15 Mar Acupuncture and addiction treatment
Acupuncture and addiction treatment
Managing withdrawal symptoms during drug and alcohol detox at our New Mexico drug rehab center is an essential early stage of the rehabilitation process. Detox can be an intimidating prospect and a barrier to people even beginning treatment. Depending on the severity of the addiction being treated, the particular drug and dosage, as well as any cross-addictions. However, acupuncture is uniquely equipped to minimize the stress and physical pain of drug addiction recovery, and this ancient Chinese healing modality forms part of ViewPoint Rehabilitation’s holistic programs that tailor a unique approach for each individual according to their needs.
An ancient practice
Acupuncture stimulates points under the skin along the 12 main energy channels or pathways in the human body. These are known as ‘meridians’. The therapist does this through the application of long, ultra-fine sterilized needles. The principles of this traditional Chinese medicine rest on the idea that whatever impedes the smooth flow of qi (pronounced ‘chee’) – or the vital lifeforce energy – can cause illness. The needles release stuck or stagnant qi to flow freely along the meridians being stimulated, each of which corresponds to an organ.
Alternatively, for those undergoing alcohol addiction recovery or drug addiction recovery who are sensitive to or phobic about needles, the meridians can also be stimulated through massage (acupressure), heat, and topical medicines. The needles themselves can be manipulated manually or via an electrical stimulator, known as ‘electroacupuncture’. More recent methods include applying an electric current to skin electrodes, directing a laser onto the acupoints, and focusing on specific ‘microsystems’ such as the scalp or ear (auricular acupuncture), which contain clusters of acupoints.
How it works
Acupuncture is particularly effective at decreasing the intensity of withdrawal symptoms among drug and alcohol addicted persons, minimizing their cravings, and balancing the body’s chemistry. Research shows that acupuncture, at its most basic, promotes relaxation and pain relief. The contemporary practice of acupuncture is much different from its original form dating back to at least 100 BC and many European and American studies have given rise to a number of more sophisticated hypotheses about how it works.
Dr. Ting Bao, an integrative medical oncologist at Memorial Sloan-Kettering Cancer Center in New York, told Live Science that one theory holds that acupuncture triggers the body’s natural painkillers. “The nerve sends signals to the brain and the brain releases neural hormones such as beta-endorphins,” she says. “By doing that, the patient may feel euphoric, or happy, and this increases the pain threshold and they feel less pain.”
Easing the pain of detox
According to the National Health Statistics Report, 3.5 million adult Americans receive acupuncture treatments each year, many for physical problems such as back pain, fibromyalgia, headaches, and osteoarthritis. In one New York study, 40 percent of new patients dependent on crack cocaine whose withdrawal symptoms were treated with acupuncture were still clean several weeks after treatment. They found that acupuncture greatly increased the rate of participation of addicts in long-term programmes[i] for drug addiction recovery and alcohol addiction recovery, a testament to this complementary medicine’s capacity to significantly ease the detox process.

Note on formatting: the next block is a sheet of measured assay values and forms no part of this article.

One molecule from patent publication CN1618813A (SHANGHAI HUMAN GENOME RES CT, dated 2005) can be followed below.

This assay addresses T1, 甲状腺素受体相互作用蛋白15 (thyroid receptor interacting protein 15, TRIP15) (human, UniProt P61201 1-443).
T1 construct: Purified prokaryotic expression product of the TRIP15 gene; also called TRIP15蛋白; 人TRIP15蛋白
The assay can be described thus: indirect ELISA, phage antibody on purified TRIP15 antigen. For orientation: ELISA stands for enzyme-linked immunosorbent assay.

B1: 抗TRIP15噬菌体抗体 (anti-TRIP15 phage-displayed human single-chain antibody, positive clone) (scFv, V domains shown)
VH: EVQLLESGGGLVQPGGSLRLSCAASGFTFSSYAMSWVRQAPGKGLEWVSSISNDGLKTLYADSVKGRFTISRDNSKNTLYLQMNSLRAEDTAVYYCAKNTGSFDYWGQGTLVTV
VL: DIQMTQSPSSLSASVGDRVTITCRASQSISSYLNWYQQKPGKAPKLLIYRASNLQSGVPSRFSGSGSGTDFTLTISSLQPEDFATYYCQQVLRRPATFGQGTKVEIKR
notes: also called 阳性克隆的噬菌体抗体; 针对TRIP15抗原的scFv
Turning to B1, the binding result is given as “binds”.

A study by Evidence-Based Complementary and Alternative Medicine found that acupuncture stimulates the production of the neurotransmitter dopamine, which decreases pain, promotes a feeling of well-being, and even helps short-circuit the reward mechanisms in the brain implicated in addiction. “Acupuncture helps reduce the effects of positive and negative reinforcement involved in opiate addiction by modulating mesolimbic dopamine neurons,” the authors write.
Despite its success mitigating withdrawal symptoms, acupuncture is not regarded as a self-contained treatment for addiction. ViewPoint Rehabilitation offers acupuncture to ease detox and facilitate recovery and long-term abstinence as part of a broader rehabilitation programme at our New Mexico drug rehab center. This is a best practice whereby acupuncture is administered by an experienced practitioner who can take a proper inventory of an addicted person’s drug and alcohol history, and diagnose any presenting or underlying health conditions compromised by the addiction or forming part of the pathway to the addiction itself. As the authors of the Evidence-Based Complementary and Alternative Medicine study write: “Our experience suggests that better therapeutic acupuncture effects are obtained by doctors with several years, or even decades, of clinical training.”
[i] An acupuncture programme for the treatment of drug-addicted persons, M. O.Smith Medical Director, Substance Abuse Division, Lincoln Hospital, New York, New York; I. Khan Senior Medical Officer, Division of Mental Health, World Health Organization